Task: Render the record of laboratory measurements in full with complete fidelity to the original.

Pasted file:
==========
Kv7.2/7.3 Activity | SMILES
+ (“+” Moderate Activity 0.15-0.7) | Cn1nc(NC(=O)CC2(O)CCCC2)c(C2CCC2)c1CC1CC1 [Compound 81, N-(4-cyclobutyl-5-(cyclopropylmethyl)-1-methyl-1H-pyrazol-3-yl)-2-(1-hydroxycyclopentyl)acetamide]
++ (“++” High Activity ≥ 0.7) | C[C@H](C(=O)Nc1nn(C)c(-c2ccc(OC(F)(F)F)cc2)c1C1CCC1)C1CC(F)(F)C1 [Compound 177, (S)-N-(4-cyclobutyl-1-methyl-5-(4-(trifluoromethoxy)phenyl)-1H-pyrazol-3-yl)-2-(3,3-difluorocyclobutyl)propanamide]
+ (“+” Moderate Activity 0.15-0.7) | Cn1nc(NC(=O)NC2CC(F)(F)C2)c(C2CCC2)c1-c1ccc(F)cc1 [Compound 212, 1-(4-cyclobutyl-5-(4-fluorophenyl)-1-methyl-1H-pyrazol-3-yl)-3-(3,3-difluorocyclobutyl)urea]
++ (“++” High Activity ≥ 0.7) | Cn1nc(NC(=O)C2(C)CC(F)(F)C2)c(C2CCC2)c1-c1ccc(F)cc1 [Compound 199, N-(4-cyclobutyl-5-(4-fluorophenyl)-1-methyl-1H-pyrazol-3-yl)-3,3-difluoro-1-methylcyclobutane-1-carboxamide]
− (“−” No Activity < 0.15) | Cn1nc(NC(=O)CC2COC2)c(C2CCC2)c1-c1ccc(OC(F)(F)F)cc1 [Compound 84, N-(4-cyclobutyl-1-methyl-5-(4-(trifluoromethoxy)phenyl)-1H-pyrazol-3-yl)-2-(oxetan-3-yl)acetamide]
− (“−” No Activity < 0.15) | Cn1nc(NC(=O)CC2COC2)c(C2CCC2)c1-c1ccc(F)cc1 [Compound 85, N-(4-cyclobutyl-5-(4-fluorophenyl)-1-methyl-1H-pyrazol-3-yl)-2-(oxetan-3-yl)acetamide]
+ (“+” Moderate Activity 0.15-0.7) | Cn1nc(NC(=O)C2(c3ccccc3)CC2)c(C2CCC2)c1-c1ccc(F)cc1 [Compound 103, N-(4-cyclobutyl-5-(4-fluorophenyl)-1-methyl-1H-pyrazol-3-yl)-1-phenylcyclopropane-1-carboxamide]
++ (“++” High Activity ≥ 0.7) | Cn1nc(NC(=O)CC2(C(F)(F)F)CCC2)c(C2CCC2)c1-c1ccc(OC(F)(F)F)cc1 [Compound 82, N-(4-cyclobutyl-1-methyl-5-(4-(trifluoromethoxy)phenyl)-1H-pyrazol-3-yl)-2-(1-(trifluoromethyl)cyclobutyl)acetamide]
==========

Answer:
Kv7.2/7.3 Activity | SMILES
+ (“+” Moderate Activity 0.15-0.7) | Cn1nc(NC(=O)CC2(O)CCCC2)c(C2CCC2)c1CC1CC1 [Compound 81, N-(4-cyclobutyl-5-(cyclopropylmethyl)-1-methyl-1H-pyrazol-3-yl)-2-(1-hydroxycyclopentyl)acetamide]
++ (“++” High Activity ≥ 0.7) | C[C@H](C(=O)Nc1nn(C)c(-c2ccc(OC(F)(F)F)cc2)c1C1CCC1)C1CC(F)(F)C1 [Compound 177, (S)-N-(4-cyclobutyl-1-methyl-5-(4-(trifluoromethoxy)phenyl)-1H-pyrazol-3-yl)-2-(3,3-difluorocyclobutyl)propanamide]
+ (“+” Moderate Activity 0.15-0.7) | Cn1nc(NC(=O)NC2CC(F)(F)C2)c(C2CCC2)c1-c1ccc(F)cc1 [Compound 212, 1-(4-cyclobutyl-5-(4-fluorophenyl)-1-methyl-1H-pyrazol-3-yl)-3-(3,3-difluorocyclobutyl)urea]
++ (“++” High Activity ≥ 0.7) | Cn1nc(NC(=O)C2(C)CC(F)(F)C2)c(C2CCC2)c1-c1ccc(F)cc1 [Compound 199, N-(4-cyclobutyl-5-(4-fluorophenyl)-1-methyl-1H-pyrazol-3-yl)-3,3-difluoro-1-methylcyclobutane-1-carboxamide]
− (“−” No Activity < 0.15) | Cn1nc(NC(=O)CC2COC2)c(C2CCC2)c1-c1ccc(OC(F)(F)F)cc1 [Compound 84, N-(4-cyclobutyl-1-methyl-5-(4-(trifluoromethoxy)phenyl)-1H-pyrazol-3-yl)-2-(oxetan-3-yl)acetamide]
− (“−” No Activity < 0.15) | Cn1nc(NC(=O)CC2COC2)c(C2CCC2)c1-c1ccc(F)cc1 [Compound 85, N-(4-cyclobutyl-5-(4-fluorophenyl)-1-methyl-1H-pyrazol-3-yl)-2-(oxetan-3-yl)acetamide]
+ (“+” Moderate Activity 0.15-0.7) | Cn1nc(NC(=O)C2(c3ccccc3)CC2)c(C2CCC2)c1-c1ccc(F)cc1 [Compound 103, N-(4-cyclobutyl-5-(4-fluorophenyl)-1-methyl-1H-pyrazol-3-yl)-1-phenylcyclopropane-1-carboxamide]
++ (“++” High Activity ≥ 0.7) | Cn1nc(NC(=O)CC2(C(F)(F)F)CCC2)c(C2CCC2)c1-c1ccc(OC(F)(F)F)cc1 [Compound 82, N-(4-cyclobutyl-1-methyl-5-(4-(trifluoromethoxy)phenyl)-1H-pyrazol-3-yl)-2-(1-(trifluoromethyl)cyclobutyl)acetamide]